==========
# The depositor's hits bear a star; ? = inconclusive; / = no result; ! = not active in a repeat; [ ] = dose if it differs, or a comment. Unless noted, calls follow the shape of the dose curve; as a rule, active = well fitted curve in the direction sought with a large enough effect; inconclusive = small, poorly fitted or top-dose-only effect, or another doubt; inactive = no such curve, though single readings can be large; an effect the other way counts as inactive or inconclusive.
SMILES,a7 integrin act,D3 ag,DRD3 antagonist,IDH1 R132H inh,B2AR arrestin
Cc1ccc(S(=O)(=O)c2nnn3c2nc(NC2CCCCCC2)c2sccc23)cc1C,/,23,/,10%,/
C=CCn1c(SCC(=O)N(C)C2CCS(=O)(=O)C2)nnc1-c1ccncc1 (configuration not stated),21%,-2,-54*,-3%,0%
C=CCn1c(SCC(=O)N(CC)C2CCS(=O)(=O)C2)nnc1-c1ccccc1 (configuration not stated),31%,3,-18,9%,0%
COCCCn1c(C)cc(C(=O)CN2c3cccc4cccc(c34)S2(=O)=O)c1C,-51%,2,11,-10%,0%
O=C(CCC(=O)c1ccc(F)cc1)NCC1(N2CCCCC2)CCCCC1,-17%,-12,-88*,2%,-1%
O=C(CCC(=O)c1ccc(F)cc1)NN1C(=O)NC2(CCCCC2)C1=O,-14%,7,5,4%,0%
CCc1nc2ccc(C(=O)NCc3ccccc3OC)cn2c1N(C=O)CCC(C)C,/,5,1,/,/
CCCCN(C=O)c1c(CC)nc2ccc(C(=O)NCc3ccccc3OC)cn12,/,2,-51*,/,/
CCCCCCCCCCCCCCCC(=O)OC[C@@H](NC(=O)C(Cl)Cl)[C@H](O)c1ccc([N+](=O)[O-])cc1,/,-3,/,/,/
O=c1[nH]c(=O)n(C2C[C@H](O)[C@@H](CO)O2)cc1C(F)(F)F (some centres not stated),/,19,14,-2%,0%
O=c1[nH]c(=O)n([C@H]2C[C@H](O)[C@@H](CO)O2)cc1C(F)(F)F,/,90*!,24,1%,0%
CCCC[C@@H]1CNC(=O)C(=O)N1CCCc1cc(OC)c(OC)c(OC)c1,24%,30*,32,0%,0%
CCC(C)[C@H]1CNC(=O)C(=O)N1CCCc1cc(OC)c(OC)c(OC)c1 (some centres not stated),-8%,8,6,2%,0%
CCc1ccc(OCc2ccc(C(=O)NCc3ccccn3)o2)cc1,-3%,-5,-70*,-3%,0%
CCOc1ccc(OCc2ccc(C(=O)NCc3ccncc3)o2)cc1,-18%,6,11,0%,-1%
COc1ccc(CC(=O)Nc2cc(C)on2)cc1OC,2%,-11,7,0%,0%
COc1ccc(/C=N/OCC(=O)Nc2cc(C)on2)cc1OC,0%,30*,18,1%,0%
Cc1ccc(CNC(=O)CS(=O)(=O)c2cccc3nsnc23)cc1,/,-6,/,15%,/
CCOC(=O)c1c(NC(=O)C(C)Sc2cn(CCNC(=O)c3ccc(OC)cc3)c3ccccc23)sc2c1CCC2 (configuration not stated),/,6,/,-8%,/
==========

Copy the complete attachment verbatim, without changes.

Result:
# The depositor's hits bear a star; ? = inconclusive; / = no result; ! = not active in a repeat; [ ] = dose if it differs, or a comment. Unless noted, calls follow the shape of the dose curve; as a rule, active = well fitted curve in the direction sought with a large enough effect; inconclusive = small, poorly fitted or top-dose-only effect, or another doubt; inactive = no such curve, though single readings can be large; an effect the other way counts as inactive or inconclusive.
SMILES,a7 integrin act,D3 ag,DRD3 antagonist,IDH1 R132H inh,B2AR arrestin
Cc1ccc(S(=O)(=O)c2nnn3c2nc(NC2CCCCCC2)c2sccc23)cc1C,/,23,/,10%,/
C=CCn1c(SCC(=O)N(C)C2CCS(=O)(=O)C2)nnc1-c1ccncc1 (configuration not stated),21%,-2,-54*,-3%,0%
C=CCn1c(SCC(=O)N(CC)C2CCS(=O)(=O)C2)nnc1-c1ccccc1 (configuration not stated),31%,3,-18,9%,0%
COCCCn1c(C)cc(C(=O)CN2c3cccc4cccc(c34)S2(=O)=O)c1C,-51%,2,11,-10%,0%
O=C(CCC(=O)c1ccc(F)cc1)NCC1(N2CCCCC2)CCCCC1,-17%,-12,-88*,2%,-1%
O=C(CCC(=O)c1ccc(F)cc1)NN1C(=O)NC2(CCCCC2)C1=O,-14%,7,5,4%,0%
CCc1nc2ccc(C(=O)NCc3ccccc3OC)cn2c1N(C=O)CCC(C)C,/,5,1,/,/
CCCCN(C=O)c1c(CC)nc2ccc(C(=O)NCc3ccccc3OC)cn12,/,2,-51*,/,/
CCCCCCCCCCCCCCCC(=O)OC[C@@H](NC(=O)C(Cl)Cl)[C@H](O)c1ccc([N+](=O)[O-])cc1,/,-3,/,/,/
O=c1[nH]c(=O)n(C2C[C@H](O)[C@@H](CO)O2)cc1C(F)(F)F (some centres not stated),/,19,14,-2%,0%
O=c1[nH]c(=O)n([C@H]2C[C@H](O)[C@@H](CO)O2)cc1C(F)(F)F,/,90*!,24,1%,0%
CCCC[C@@H]1CNC(=O)C(=O)N1CCCc1cc(OC)c(OC)c(OC)c1,24%,30*,32,0%,0%
CCC(C)[C@H]1CNC(=O)C(=O)N1CCCc1cc(OC)c(OC)c(OC)c1 (some centres not stated),-8%,8,6,2%,0%
CCc1ccc(OCc2ccc(C(=O)NCc3ccccn3)o2)cc1,-3%,-5,-70*,-3%,0%
CCOc1ccc(OCc2ccc(C(=O)NCc3ccncc3)o2)cc1,-18%,6,11,0%,-1%
COc1ccc(CC(=O)Nc2cc(C)on2)cc1OC,2%,-11,7,0%,0%
COc1ccc(/C=N/OCC(=O)Nc2cc(C)on2)cc1OC,0%,30*,18,1%,0%
Cc1ccc(CNC(=O)CS(=O)(=O)c2cccc3nsnc23)cc1,/,-6,/,15%,/
CCOC(=O)c1c(NC(=O)C(C)Sc2cn(CCNC(=O)c3ccc(OC)cc3)c3ccccc23)sc2c1CCC2 (configuration not stated),/,6,/,-8%,/